POLICE FORCE FUNDS SKI LESSONS
6th September 2019
Last modified on December 18th, 2019
A UK police force is paying for youngsters to have ski or snowboard lessons in a bid to deter them from crime.
West Midlands Police will fund a group of 13 to 21-year-olds from Birmingham’s poorest areas to go on a Snow-Camp programme.
It will be run at the Snow Dome in Tamworth over a two-day period.
It is hoped that up to 100 people from across the region will take part.
Snow-Camp is the charity that aims to turn around the lives of under-privileged youngsters through snowsports.
The West Midlands Police and Crime Commissioner, David Jamieson, says it is part of an ongoing drive to prevent young people turning to crime.
The money for the project comes from a government grant which is allocated for the sole purpose of cutting crime.
David Jamieson with Snow-Camp youngsters
“It is pleasing to see how funding can be used to provide new and exciting activities for young people from communities with high levels of deprivation,” David Jamieson said.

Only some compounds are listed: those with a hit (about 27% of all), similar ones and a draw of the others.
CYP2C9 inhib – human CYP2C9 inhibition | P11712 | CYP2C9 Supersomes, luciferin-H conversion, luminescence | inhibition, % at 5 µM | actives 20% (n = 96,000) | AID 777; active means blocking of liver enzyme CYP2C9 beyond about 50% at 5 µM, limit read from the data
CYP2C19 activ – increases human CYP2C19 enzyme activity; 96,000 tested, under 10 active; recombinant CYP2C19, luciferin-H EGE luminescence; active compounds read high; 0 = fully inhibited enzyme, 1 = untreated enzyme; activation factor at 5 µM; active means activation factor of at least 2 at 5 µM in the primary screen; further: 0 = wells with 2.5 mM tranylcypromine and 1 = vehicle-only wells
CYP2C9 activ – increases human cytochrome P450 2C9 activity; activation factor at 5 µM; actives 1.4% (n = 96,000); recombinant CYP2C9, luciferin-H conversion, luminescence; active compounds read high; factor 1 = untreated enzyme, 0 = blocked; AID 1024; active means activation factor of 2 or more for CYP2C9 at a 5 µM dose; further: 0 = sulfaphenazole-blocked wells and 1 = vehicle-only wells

“Engaging young people in sports and keeping them off the streets has proven to reduce violence on many occasions.
“The activities on offer will help build confidence, life skills and keep youngsters on a positive path.
“The Snow-Camp programme will offer support to those at risk of getting involved in negative behaviour and provide them with the opportunity to gain qualifications.”
The Police and Crime Commissioner’s website says that for every hour they are on the slopes, the youngsters will spend the same amount of time in the classroom, taking part in life-skill sessions, focusing on independence, responsibility, confidence and self-esteem.
Chris Walsh, Snow-Camp Midlands Programme Manager said: ” Our programmes require initiative, individuality and courage and therein lies the attraction and challenge providing a much-needed complimentary service to youth service providers and youth clubs.
“Giving young people positive opportunities can turn their lives around.”